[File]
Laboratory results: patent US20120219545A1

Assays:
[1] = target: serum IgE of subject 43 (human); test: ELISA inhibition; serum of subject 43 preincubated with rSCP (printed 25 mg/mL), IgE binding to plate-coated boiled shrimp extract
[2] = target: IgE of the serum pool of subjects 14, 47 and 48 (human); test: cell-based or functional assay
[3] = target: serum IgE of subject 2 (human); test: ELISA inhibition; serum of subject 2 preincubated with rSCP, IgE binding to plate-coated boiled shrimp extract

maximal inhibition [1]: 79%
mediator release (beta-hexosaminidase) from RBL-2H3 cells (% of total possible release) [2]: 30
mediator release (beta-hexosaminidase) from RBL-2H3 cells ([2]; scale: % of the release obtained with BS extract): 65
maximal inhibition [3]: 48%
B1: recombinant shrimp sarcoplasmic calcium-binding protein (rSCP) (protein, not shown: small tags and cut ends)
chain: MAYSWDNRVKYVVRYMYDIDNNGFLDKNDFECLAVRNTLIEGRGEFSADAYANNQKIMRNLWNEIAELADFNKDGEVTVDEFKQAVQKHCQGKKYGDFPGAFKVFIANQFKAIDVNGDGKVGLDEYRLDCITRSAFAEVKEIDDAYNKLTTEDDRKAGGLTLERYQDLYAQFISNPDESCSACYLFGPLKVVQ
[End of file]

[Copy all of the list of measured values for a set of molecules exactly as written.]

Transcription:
Laboratory results: patent US20120219545A1

Assays:
[1] = target: serum IgE of subject 43 (human); test: ELISA inhibition; serum of subject 43 preincubated with rSCP (printed 25 mg/mL), IgE binding to plate-coated boiled shrimp extract
[2] = target: IgE of the serum pool of subjects 14, 47 and 48 (human); test: cell-based or functional assay
[3] = target: serum IgE of subject 2 (human); test: ELISA inhibition; serum of subject 2 preincubated with rSCP, IgE binding to plate-coated boiled shrimp extract

maximal inhibition [1]: 79%
mediator release (beta-hexosaminidase) from RBL-2H3 cells (% of total possible release) [2]: 30
mediator release (beta-hexosaminidase) from RBL-2H3 cells ([2]; scale: % of the release obtained with BS extract): 65
maximal inhibition [3]: 48%
B1: recombinant shrimp sarcoplasmic calcium-binding protein (rSCP) (protein, not shown: small tags and cut ends)
chain: MAYSWDNRVKYVVRYMYDIDNNGFLDKNDFECLAVRNTLIEGRGEFSADAYANNQKIMRNLWNEIAELADFNKDGEVTVDEFKQAVQKHCQGKKYGDFPGAFKVFIANQFKAIDVNGDGKVGLDEYRLDCITRSAFAEVKEIDDAYNKLTTEDDRKAGGLTLERYQDLYAQFISNPDESCSACYLFGPLKVVQ